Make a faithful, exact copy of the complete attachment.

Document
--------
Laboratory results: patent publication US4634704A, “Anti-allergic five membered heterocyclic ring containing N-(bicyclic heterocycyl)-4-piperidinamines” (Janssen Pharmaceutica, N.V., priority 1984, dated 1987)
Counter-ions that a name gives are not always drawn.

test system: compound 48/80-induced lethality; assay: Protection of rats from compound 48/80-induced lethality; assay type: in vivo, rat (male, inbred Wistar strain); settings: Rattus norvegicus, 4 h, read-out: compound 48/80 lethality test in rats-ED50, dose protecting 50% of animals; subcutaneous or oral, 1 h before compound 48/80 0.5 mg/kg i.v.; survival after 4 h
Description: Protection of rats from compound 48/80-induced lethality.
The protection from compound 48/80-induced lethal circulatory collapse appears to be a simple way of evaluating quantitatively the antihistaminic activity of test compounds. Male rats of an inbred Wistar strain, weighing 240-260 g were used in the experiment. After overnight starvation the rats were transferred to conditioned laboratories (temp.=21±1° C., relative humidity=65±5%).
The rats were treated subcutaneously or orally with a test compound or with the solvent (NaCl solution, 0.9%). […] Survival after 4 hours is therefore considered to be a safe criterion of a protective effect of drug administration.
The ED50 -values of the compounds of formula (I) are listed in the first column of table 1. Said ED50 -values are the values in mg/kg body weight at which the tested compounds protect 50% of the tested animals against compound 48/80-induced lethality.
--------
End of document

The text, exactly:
Laboratory results: patent publication US4634704A, “Anti-allergic five membered heterocyclic ring containing N-(bicyclic heterocycyl)-4-piperidinamines” (Janssen Pharmaceutica, N.V., priority 1984, dated 1987)
Counter-ions that a name gives are not always drawn.

test system: compound 48/80-induced lethality; assay: Protection of rats from compound 48/80-induced lethality; assay type: in vivo, rat (male, inbred Wistar strain); settings: Rattus norvegicus, 4 h, read-out: compound 48/80 lethality test in rats-ED50, dose protecting 50% of animals; subcutaneous or oral, 1 h before compound 48/80 0.5 mg/kg i.v.; survival after 4 h
Description: Protection of rats from compound 48/80-induced lethality.
The protection from compound 48/80-induced lethal circulatory collapse appears to be a simple way of evaluating quantitatively the antihistaminic activity of test compounds. Male rats of an inbred Wistar strain, weighing 240-260 g were used in the experiment. After overnight starvation the rats were transferred to conditioned laboratories (temp.=21±1° C., relative humidity=65±5%).
The rats were treated subcutaneously or orally with a test compound or with the solvent (NaCl solution, 0.9%). […] Survival after 4 hours is therefore considered to be a safe criterion of a protective effect of drug administration.
The ED50 -values of the compounds of formula (I) are listed in the first column of table 1. Said ED50 -values are the values in mg/kg body weight at which the tested compounds protect 50% of the tested animals against compound 48/80-induced lethality.